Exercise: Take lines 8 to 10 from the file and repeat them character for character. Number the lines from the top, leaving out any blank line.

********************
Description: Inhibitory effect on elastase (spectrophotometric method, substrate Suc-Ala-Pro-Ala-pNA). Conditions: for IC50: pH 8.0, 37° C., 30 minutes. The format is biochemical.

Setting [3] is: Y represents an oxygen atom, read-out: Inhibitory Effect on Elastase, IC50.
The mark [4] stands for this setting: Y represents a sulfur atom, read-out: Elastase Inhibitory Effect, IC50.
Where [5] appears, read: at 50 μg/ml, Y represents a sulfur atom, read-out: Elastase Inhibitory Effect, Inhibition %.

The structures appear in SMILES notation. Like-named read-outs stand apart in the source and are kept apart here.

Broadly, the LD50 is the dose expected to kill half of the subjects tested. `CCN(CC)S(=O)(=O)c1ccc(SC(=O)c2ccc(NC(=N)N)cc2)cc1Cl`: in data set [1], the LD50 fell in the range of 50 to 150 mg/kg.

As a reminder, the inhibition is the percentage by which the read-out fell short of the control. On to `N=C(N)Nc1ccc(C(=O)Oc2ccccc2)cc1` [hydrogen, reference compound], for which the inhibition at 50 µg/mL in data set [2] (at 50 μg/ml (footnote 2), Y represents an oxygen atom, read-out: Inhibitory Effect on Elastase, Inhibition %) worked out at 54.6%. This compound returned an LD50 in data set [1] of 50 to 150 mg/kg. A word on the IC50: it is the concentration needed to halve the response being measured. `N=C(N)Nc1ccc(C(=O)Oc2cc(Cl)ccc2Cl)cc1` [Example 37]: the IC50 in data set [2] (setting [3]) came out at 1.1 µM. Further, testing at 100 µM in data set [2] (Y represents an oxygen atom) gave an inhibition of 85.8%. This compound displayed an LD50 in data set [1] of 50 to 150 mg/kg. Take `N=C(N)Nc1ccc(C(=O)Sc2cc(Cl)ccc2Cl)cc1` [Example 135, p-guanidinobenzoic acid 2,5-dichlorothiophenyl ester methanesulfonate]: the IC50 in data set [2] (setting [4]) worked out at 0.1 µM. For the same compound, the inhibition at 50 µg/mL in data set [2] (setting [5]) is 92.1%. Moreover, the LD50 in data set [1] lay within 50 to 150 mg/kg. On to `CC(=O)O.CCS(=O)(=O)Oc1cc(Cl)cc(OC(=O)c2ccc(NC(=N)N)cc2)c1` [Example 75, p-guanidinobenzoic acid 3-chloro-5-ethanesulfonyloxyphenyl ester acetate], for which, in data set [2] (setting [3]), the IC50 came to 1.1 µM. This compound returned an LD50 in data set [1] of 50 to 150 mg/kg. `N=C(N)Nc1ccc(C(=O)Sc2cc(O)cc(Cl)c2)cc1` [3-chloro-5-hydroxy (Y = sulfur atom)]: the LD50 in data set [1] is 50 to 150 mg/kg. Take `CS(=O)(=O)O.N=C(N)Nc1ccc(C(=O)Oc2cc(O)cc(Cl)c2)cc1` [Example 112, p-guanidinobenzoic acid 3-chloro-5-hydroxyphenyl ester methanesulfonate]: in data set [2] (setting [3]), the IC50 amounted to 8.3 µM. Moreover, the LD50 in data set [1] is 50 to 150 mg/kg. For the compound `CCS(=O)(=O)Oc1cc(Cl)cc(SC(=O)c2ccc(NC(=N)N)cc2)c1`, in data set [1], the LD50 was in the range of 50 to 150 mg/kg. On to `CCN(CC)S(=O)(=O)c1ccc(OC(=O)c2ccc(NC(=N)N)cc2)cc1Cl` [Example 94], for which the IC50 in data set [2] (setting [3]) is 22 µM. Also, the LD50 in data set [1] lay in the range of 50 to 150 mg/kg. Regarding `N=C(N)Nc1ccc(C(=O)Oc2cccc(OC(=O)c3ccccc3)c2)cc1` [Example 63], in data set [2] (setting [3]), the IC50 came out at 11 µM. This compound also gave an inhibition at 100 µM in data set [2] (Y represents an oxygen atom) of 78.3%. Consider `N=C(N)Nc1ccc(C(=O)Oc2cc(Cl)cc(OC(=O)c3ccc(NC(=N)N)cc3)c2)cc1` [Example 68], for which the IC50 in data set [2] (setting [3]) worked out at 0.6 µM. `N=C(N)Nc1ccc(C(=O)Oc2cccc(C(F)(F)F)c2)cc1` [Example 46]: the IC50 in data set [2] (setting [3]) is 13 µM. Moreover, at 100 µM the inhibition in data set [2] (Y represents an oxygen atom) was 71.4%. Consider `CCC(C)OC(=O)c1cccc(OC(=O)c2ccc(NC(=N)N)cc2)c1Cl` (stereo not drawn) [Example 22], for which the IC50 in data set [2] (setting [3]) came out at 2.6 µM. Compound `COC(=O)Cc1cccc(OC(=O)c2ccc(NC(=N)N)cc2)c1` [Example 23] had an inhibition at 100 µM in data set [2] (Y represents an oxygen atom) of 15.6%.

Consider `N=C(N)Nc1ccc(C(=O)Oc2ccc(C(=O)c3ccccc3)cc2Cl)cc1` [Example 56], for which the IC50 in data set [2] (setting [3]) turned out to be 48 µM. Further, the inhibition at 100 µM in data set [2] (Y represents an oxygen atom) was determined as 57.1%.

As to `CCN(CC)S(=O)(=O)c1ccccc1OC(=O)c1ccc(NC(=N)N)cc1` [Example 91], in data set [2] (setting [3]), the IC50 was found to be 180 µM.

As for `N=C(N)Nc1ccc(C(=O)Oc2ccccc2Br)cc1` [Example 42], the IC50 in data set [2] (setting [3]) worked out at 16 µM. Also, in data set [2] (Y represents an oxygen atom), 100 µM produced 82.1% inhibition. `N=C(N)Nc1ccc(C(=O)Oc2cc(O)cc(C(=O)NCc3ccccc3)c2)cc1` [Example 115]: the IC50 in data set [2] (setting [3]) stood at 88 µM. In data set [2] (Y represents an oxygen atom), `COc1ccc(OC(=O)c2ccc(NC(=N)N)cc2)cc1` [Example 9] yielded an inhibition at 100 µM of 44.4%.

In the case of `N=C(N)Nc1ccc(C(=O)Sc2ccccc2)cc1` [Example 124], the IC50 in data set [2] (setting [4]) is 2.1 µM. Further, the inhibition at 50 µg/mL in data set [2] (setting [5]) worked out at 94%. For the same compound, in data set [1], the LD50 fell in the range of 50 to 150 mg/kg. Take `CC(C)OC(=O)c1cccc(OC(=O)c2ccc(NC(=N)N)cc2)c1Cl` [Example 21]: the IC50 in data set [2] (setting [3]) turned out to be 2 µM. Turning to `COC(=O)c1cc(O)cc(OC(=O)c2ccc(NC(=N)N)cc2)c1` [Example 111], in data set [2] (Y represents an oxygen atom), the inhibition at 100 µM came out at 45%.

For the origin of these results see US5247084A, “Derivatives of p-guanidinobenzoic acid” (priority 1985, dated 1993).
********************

Consider `N=C(N)Nc1ccc(C(=O)Oc2ccc(C(=O)c3ccccc3)cc2Cl)cc1` [Example 56], for which the IC50 in data set [2] (setting [3]) turned out to be 48 µM. Further, the inhibition at 100 µM in data set [2] (Y represents an oxygen atom) was determined as 57.1%.

As to `CCN(CC)S(=O)(=O)c1ccccc1OC(=O)c1ccc(NC(=N)N)cc1` [Example 91], in data set [2] (setting [3]), the IC50 was found to be 180 µM.

As for `N=C(N)Nc1ccc(C(=O)Oc2ccccc2Br)cc1` [Example 42], the IC50 in data set [2] (setting [3]) worked out at 16 µM. Also, in data set [2] (Y represents an oxygen atom), 100 µM produced 82.1% inhibition. `N=C(N)Nc1ccc(C(=O)Oc2cc(O)cc(C(=O)NCc3ccccc3)c2)cc1` [Example 115]: the IC50 in data set [2] (setting [3]) stood at 88 µM. In data set [2] (Y represents an oxygen atom), `COc1ccc(OC(=O)c2ccc(NC(=N)N)cc2)cc1` [Example 9] yielded an inhibition at 100 µM of 44.4%.